In Nature Communications this week, a team led by researchers from Warwick University report the results of a genomic analysis of individuals from the 18th century infected with tuberculosis, which revealed new insight into the evolution of the disease. Using shotgun metagenomics, the investigators analyzed bacterial DNA extracted from 26 people from a crypt in Hungary, most of whom had undergone natural mummification. The researchers were able to reconstruct 14 Mycobacterium tuberculosis genomes from eight of the people, five of whom yielded more than one genotype, indicating the prevalence of multi-strain tuberculosis infections. All of the tuberculosis genomes belonged to a lineage responsible for more than one million modern-day cases of the disease each year in the US and Europe. GenomeWeb has more on this study here.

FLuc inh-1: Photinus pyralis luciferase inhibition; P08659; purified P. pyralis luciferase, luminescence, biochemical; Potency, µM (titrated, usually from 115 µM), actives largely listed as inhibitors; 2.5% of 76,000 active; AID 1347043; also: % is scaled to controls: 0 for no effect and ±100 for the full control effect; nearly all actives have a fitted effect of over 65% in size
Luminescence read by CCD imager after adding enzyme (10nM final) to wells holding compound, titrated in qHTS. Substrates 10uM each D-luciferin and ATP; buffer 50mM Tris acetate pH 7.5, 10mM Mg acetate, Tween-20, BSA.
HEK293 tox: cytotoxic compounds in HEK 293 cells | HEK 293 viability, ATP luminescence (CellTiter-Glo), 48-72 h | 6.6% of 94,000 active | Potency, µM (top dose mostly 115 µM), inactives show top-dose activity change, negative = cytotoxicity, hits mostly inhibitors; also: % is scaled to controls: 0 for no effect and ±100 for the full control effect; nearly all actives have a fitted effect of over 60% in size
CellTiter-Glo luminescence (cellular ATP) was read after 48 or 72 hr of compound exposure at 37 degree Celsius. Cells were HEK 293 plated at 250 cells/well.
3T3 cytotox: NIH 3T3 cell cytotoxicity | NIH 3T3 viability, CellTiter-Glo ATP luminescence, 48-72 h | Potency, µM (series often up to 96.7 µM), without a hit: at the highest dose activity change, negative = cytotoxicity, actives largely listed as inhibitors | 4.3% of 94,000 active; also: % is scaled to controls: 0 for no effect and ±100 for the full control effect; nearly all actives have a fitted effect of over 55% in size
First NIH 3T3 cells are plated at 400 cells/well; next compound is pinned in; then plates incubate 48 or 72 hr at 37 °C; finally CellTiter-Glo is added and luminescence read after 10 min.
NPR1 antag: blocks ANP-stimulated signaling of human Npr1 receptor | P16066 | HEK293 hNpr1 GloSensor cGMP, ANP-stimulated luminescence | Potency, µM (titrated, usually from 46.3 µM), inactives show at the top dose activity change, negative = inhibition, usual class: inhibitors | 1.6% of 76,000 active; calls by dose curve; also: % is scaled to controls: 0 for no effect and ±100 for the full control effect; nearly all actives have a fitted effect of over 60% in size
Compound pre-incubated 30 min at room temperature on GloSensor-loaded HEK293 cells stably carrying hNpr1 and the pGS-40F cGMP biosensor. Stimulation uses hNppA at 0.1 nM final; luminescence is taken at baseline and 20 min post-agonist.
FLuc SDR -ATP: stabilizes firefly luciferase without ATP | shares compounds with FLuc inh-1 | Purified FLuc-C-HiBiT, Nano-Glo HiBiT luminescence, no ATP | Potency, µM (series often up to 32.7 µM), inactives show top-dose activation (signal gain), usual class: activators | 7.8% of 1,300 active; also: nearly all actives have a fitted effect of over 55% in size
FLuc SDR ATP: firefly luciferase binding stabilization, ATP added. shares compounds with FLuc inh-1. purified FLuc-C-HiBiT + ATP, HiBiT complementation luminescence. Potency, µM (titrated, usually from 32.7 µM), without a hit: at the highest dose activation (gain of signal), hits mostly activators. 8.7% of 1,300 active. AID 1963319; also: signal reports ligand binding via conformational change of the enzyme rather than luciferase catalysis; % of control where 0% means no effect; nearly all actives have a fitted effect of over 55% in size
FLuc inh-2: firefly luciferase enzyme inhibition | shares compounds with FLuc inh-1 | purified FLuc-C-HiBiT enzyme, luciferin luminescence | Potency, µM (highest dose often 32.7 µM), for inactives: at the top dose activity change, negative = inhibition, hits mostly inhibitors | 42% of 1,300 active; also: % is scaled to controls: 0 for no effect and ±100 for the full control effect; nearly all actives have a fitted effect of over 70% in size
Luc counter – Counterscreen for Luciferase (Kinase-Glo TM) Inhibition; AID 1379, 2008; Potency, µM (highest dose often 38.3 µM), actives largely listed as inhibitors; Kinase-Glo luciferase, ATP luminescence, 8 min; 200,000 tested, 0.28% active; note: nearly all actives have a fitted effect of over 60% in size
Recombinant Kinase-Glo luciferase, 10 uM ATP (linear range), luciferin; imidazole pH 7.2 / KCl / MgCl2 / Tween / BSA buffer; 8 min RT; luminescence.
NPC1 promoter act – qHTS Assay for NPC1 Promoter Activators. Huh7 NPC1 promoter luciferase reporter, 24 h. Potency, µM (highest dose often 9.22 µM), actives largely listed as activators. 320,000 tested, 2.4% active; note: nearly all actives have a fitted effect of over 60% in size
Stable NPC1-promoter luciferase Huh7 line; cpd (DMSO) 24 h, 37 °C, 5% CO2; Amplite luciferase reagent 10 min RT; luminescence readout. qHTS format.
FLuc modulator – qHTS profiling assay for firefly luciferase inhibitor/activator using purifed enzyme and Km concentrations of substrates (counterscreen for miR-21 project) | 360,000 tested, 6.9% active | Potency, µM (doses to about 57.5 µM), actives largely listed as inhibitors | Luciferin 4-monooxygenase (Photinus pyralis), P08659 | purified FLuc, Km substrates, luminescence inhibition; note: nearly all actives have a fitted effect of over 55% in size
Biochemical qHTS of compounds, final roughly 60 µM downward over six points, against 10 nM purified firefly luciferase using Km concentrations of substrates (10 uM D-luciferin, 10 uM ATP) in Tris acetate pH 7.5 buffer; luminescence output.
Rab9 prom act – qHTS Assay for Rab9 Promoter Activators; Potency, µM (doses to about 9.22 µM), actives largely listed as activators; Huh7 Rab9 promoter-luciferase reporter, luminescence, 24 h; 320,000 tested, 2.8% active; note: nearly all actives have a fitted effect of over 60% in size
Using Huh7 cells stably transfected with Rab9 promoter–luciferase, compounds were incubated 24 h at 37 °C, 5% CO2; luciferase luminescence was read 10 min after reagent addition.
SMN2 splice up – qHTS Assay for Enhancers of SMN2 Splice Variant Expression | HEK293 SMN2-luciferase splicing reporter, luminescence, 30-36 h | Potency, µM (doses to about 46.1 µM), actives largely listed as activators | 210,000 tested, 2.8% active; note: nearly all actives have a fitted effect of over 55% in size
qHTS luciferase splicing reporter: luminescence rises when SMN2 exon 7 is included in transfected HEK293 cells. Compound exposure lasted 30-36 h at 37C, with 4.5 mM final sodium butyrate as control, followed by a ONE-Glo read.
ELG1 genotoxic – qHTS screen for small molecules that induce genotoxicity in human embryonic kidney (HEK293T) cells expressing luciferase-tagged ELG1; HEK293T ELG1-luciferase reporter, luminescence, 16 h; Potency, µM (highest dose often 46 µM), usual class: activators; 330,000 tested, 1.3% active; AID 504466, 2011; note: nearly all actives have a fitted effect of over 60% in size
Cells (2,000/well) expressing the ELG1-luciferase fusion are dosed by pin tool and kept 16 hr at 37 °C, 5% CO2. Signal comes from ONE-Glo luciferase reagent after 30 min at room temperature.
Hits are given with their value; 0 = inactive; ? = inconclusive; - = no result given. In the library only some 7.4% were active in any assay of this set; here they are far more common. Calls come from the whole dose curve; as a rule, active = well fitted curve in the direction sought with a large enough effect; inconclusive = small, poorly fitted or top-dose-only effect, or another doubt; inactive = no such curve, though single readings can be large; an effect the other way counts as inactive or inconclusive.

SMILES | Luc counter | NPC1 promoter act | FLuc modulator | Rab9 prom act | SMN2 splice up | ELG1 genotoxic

And in Nature Biotechnology, researchers from Duke University describe a programmable system based on CRISPR/Cas9 genome-editing technology to control the epigenome and downstream gene regulation. They designed a fusion protein of Cas9 with the catalytic histone acetyltransferase core domain of a highly conserved acetyltransferase, which catalyzed acetylation of histone H3 lysine 27 at its target sites, leading to robust transcriptional activation of target genes from promoters and enhancers. Gene activation by the targeted acetyltransferase proved to be highly specific across the genome. GenomeWeb also covers this study here.